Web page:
Fathers and Sons
The well-known saying claims that every man should build a house, plant a tree and have a son. I would extend this list, in case the man is a radio amateur, with one more goal – make certain that your son becomes interested in Amateur Radio. Last summer I visited a few experienced radio amateurs who have already complied with my modified aphorism.
Organized Amateur Radio is celebrating its centenary these days. It is certainly one of the fastest evolving pastimes and every generation of radio enthusiasts is faced with new techniques and technology to learn and practise. Some parts of wireless communication by means of electromagnetic radiation change faster, others remain basically the same. The spark transmitter is a museum piece, but the Morse code is still widely used and actually loved by many. The aerials have become elaborate and efficient, but they are basically the same conductors in free space. However, the gap between a crystal detector and a Software Defined Radio is astronomical. Close co-operation between generations of radio hobbyists is good for both the old and the young. The good old days of many active radio clubs are gone, so opportunities for practical learning are scarce. However, having a father who is an experienced radio amateur, or professional, is a valuable asset. It is natural for a father to guide his son and pass to him as much of the accumulated experience and wisdom as possible. If you don’t have a son to follow in your steps, try with a daughter or a nephew. Reciprocally, younger people, who grow up in digital world, can make interfacing computers with radios easier to tackle for those who are older. The Internet is no threat to Amateur Radio, on the contrary, fast information channels can boost the level of knowledge and proficiency.
Lukasz, SP8CUR with his father, Marek, SP8CUW, at home.
Lukasz, SP8CUR is 27 years old now but long time ago, when he was 10, his father used to take him to the radio club at the local high school in Lancut, south-eastern Poland. His interest in radio was so profound that he passed the entry-level licence test at the age of 11 and got full privileges a year later. When the family moved to a suburb, a free-standing lattice tower was immediately erected next to the house. Lukasz, SP8CUR started serious contesting and became more and more involved in the hobby. Today, a dedicated contesting site some 2 miles away from home is under construction. It is going to be a very competitive set-up with stacked yagis on 100-ft towers. The secret of Lukasz’s progress is his father Marek, SP8CUW. He has been encouraging and helping his son in every way; getting the hardware, installing the antennas and equipment, repairing them. It is a team in which Lukasz does most of the on-air operating and Marek is the engineer-in-chief.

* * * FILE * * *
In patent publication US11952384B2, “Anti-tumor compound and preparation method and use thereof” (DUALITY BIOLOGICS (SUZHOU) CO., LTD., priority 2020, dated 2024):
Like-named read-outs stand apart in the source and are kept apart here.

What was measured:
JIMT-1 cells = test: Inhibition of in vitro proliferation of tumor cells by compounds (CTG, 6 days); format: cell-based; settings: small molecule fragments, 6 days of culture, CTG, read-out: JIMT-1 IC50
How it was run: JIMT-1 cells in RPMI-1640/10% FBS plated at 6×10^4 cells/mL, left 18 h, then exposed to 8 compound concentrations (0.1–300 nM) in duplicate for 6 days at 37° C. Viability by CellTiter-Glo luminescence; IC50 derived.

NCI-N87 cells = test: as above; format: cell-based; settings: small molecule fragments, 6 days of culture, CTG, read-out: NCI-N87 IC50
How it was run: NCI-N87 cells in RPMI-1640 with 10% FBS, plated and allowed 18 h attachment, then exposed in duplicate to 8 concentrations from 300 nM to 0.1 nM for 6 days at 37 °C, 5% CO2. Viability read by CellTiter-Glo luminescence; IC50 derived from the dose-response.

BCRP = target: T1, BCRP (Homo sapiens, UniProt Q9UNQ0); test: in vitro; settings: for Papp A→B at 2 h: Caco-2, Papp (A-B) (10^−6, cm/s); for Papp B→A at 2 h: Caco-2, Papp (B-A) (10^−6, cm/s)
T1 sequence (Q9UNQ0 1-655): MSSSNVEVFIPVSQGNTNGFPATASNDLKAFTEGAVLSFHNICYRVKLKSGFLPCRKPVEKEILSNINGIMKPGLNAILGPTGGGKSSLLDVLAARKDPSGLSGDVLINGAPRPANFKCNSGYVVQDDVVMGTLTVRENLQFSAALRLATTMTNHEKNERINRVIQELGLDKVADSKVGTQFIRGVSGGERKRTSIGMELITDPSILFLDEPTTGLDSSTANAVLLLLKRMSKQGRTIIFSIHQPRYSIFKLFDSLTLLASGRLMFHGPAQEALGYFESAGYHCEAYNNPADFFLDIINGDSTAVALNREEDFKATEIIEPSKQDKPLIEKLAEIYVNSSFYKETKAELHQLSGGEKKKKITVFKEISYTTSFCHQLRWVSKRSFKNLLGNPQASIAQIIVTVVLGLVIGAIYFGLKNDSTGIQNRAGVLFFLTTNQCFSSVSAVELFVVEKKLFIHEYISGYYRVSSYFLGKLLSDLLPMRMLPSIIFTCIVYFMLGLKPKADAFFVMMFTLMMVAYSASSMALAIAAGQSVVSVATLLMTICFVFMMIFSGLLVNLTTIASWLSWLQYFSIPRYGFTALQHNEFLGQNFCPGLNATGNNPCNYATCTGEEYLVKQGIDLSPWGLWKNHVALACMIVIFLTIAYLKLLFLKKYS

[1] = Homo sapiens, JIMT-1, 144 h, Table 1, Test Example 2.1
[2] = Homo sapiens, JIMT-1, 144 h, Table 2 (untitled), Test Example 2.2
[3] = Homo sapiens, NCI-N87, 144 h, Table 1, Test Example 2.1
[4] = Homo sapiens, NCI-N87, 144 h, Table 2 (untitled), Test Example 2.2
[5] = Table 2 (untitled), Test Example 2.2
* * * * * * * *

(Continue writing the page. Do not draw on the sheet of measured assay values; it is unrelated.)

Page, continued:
Marek, SP8CUW, inspects a power amplifier in the radio shack.
Father – Marek, SP8CUW, and his son Lukasz, SP8CUR, at their contest station under construction
Another team I visited this summer follows the same pattern. Tomek, SP7UWL does most of the operating, while his father Zbigniew, SP7EWL prefers to act as ground personnel. Literally, to avoid climbing the towers when the son is away, both antennas are lowered for maintainace and adjustment. The station they share is up the country, several miles away from Kielce, a medium size town in south-central Poland. While they lived in Kielce, the father used to take his 9-year-old son to the local radio club. Tomek became then a registered Short Wave Listener, but had to wait until he turned 15 to take the licence test. The year was 1990, the time of significant changes in East Europe. One of the noticeable changes, from the point of view of a radio fan, was the access to commercially made equipment. The art of home-brewing slowly died out here and Tomek never got involved in the technical side of the hobby. Luckily, his father is professionally engaged in radio communication and can solve all problems they encounter. The station is both modern and advanced, including remote control. Tomek, SP7UWL joined the SN0HQ contest team in 2012, as he is a brilliant operator on both CW and SSB.
Zbigniew, SP7EWL, and his son Tomek, SP7UWL, in their neat radio room.
SP7EWL and SP7UWL working together on antenna feedlines.
The antennas at maintenance level – SP7EWL and SP7UWL.
Wieslaw, SP4Z, during inspection of his receiving antenna wires.
The third father-son team I visited in July 2013 is of slightly different configuration. The father is a skillful operator and industrious constructor, the son is still a newcomer. They live in north-eastern Poland, the father is Wieslaw, SP4Z and his son Piotr, SQ4LP is 21 years old. SP4Z can be heard in many contests and he was a referee during the WRTC2010 competition in Moscow and is scheduled for a repeat during the WRTC2014. Wieslaw is a teacher and a strong advocate of Amateur Radio among his students, so it was obvious that his children became licenced operators in their early teens. Piotr is often on the air and lends a hand when the impressive antennas need repair. I am sure he will continue and develop his interest in this hobby which is almost his birthright. Most friends of the family, and even many old schoolmates, are in one way or another involved in Ham radio. When Wieslaw made his first radio contacts in 1976 he was 11 years old and the thrill was much bigger than it can be today for anyone turning a radio station on. If we are to make this hobby more meanigful and attractive to young people, we must bring back the thrill.
Piotr, SQ4LP, at the controls of the station he shares with his father SP4Z.
The QTH of SP4Z and SQ4LP in a small community in north-eastern Poland.
Henryk Kotowski, SM0JHF
2014 04 28